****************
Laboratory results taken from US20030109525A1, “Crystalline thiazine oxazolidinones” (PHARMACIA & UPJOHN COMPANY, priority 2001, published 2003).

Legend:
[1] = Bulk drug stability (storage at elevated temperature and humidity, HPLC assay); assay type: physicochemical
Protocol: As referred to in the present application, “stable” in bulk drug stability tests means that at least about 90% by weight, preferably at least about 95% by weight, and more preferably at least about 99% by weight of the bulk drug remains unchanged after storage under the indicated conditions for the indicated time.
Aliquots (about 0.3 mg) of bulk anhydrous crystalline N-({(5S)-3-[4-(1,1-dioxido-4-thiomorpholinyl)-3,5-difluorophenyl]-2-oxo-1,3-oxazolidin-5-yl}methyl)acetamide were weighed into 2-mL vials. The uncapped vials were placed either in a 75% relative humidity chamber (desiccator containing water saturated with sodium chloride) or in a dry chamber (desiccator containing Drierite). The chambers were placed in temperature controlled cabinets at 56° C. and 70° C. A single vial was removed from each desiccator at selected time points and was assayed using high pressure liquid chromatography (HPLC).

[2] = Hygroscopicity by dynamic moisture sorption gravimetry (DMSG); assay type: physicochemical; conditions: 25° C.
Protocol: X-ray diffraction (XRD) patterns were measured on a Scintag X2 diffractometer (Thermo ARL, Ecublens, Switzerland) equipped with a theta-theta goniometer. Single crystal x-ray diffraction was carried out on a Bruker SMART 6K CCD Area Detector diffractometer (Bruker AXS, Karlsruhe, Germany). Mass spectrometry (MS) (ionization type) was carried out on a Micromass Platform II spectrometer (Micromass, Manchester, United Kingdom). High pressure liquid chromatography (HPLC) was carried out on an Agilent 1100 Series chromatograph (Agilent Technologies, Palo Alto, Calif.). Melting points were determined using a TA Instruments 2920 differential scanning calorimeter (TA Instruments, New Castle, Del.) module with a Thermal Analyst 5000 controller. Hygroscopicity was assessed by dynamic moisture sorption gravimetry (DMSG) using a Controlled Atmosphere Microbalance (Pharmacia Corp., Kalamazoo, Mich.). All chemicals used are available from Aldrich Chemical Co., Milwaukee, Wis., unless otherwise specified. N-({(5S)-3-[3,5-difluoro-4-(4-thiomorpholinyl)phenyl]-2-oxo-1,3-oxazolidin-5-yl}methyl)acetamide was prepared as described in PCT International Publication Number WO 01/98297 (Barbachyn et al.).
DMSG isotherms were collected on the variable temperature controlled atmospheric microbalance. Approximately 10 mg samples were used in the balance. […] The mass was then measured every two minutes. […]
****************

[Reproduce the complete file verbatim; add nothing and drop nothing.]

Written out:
Laboratory results taken from US20030109525A1, “Crystalline thiazine oxazolidinones” (PHARMACIA & UPJOHN COMPANY, priority 2001, published 2003).

Legend:
[1] = Bulk drug stability (storage at elevated temperature and humidity, HPLC assay); assay type: physicochemical
Protocol: As referred to in the present application, “stable” in bulk drug stability tests means that at least about 90% by weight, preferably at least about 95% by weight, and more preferably at least about 99% by weight of the bulk drug remains unchanged after storage under the indicated conditions for the indicated time.
Aliquots (about 0.3 mg) of bulk anhydrous crystalline N-({(5S)-3-[4-(1,1-dioxido-4-thiomorpholinyl)-3,5-difluorophenyl]-2-oxo-1,3-oxazolidin-5-yl}methyl)acetamide were weighed into 2-mL vials. The uncapped vials were placed either in a 75% relative humidity chamber (desiccator containing water saturated with sodium chloride) or in a dry chamber (desiccator containing Drierite). The chambers were placed in temperature controlled cabinets at 56° C. and 70° C. A single vial was removed from each desiccator at selected time points and was assayed using high pressure liquid chromatography (HPLC).

[2] = Hygroscopicity by dynamic moisture sorption gravimetry (DMSG); assay type: physicochemical; conditions: 25° C.
Protocol: X-ray diffraction (XRD) patterns were measured on a Scintag X2 diffractometer (Thermo ARL, Ecublens, Switzerland) equipped with a theta-theta goniometer. Single crystal x-ray diffraction was carried out on a Bruker SMART 6K CCD Area Detector diffractometer (Bruker AXS, Karlsruhe, Germany). Mass spectrometry (MS) (ionization type) was carried out on a Micromass Platform II spectrometer (Micromass, Manchester, United Kingdom). High pressure liquid chromatography (HPLC) was carried out on an Agilent 1100 Series chromatograph (Agilent Technologies, Palo Alto, Calif.). Melting points were determined using a TA Instruments 2920 differential scanning calorimeter (TA Instruments, New Castle, Del.) module with a Thermal Analyst 5000 controller. Hygroscopicity was assessed by dynamic moisture sorption gravimetry (DMSG) using a Controlled Atmosphere Microbalance (Pharmacia Corp., Kalamazoo, Mich.). All chemicals used are available from Aldrich Chemical Co., Milwaukee, Wis., unless otherwise specified. N-({(5S)-3-[3,5-difluoro-4-(4-thiomorpholinyl)phenyl]-2-oxo-1,3-oxazolidin-5-yl}methyl)acetamide was prepared as described in PCT International Publication Number WO 01/98297 (Barbachyn et al.).
DMSG isotherms were collected on the variable temperature controlled atmospheric microbalance. Approximately 10 mg samples were used in the balance. […] The mass was then measured every two minutes. […]